This year will be the 200 year celebration of the Royal Dutch Sea Rescue Foundation, or as we Dutch say; ‘KNRM’ . ‘200 Years of KNRM’, is something special. After a long year working on a landscape assignment for the National Maritime Museum in Amsterdam doors will open on 22th of Februari to see the duoshow by my dear colleague, Robin de Puy, and me.
Collaborating maritime museums
Various exhibitions are being developed by 12 museums across the country. The connecting factor in this programming is photography. From February 22, specifically in the Maritime Museum, visitors will be able to see an overview of modern photography in two large rooms. The photography is shown in large format, making the images even more compelling.
Photographers Robin de Puy and Jeroen Hofman The photography for this assignment was made in 2023 by two Dutch top photographers and a gift for the KNRM: Jeroen Hofman and Robin de Puy. Hofmans went on a tour with his camera to all KNRM coastal stations. He has mapped out the locations, the fleet and the surroundings of the rescue stations, making the workplaces on land and water of so many volunteers visible. He does this from his favorite perspective: from above. The same volunteers, the rescuers, are recorded in a personal manner by de Puy. As the winner of several portrait photography awards, she has invited rescuers to leave their dry suits and life jackets in the closet and show themselves as they are in everyday life.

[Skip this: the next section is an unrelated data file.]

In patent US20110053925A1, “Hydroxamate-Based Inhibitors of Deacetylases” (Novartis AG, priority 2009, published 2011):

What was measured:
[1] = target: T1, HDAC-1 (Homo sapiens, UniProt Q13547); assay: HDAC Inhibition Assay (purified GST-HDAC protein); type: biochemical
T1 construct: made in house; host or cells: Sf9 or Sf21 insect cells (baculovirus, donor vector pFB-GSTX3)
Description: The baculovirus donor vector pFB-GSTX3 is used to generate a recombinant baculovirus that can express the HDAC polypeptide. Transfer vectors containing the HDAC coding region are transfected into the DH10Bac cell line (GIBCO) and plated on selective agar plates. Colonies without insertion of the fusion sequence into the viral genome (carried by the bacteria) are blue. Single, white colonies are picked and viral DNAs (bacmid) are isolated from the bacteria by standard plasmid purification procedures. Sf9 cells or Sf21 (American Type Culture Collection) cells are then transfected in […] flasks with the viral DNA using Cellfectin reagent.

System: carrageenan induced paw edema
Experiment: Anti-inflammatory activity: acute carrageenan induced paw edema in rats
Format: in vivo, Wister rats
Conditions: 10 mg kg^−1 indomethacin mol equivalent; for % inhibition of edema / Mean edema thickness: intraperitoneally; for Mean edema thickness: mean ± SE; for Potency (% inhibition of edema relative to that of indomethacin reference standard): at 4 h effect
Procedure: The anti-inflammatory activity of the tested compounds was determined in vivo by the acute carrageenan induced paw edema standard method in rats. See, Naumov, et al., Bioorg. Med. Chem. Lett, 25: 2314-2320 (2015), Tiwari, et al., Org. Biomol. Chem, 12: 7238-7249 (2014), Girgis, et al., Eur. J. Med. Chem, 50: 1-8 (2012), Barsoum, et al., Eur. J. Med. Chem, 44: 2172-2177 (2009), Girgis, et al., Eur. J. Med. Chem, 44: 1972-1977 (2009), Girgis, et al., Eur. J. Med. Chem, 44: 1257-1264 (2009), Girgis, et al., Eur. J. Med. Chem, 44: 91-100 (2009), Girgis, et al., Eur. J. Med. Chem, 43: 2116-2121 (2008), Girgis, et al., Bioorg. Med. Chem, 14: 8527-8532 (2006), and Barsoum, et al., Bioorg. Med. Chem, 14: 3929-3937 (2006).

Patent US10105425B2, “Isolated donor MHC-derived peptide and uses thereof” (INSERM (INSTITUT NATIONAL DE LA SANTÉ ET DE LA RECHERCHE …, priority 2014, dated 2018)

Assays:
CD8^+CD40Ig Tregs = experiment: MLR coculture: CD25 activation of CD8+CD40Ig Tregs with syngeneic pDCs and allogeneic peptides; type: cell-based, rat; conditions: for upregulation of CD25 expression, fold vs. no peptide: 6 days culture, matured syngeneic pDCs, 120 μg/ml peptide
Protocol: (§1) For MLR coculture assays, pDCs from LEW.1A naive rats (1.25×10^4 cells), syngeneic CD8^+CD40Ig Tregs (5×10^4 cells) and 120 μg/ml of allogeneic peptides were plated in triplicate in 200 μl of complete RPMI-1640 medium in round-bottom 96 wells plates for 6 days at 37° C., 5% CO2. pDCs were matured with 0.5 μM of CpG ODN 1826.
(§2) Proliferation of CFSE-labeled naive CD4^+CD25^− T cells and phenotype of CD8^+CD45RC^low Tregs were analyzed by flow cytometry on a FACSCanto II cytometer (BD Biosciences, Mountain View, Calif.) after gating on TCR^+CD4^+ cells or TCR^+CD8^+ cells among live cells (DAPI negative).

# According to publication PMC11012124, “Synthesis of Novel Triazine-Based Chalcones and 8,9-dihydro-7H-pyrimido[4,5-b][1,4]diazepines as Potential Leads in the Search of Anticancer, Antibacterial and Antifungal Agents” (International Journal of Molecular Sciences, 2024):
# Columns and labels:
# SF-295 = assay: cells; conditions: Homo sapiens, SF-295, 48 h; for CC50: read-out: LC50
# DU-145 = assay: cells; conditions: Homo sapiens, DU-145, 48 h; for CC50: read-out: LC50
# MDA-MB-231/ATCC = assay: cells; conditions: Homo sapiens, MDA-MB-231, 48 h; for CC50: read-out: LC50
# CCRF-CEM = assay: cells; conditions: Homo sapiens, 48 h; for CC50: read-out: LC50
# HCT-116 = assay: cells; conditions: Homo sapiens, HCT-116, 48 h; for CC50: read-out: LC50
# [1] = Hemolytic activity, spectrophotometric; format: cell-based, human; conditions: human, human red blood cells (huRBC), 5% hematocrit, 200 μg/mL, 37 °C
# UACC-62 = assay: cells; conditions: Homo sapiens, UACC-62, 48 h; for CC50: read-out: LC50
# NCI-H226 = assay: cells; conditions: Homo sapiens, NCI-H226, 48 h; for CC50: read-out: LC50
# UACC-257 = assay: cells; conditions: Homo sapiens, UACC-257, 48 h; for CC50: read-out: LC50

New Work; Hedwige
oktober 4, 2023
A diptych about a controversial landscape. A polder, once reclaimed from the sea and now given back to nature. With pain in the heart for many.
Thanks to Jan Stel for the presentation.
Congratulations to the Province of Zeeland, Ministry of Infrastructure and Water Management and Zeeuws Vlaanderen for making a compromise that can hopefully grow into something beautiful.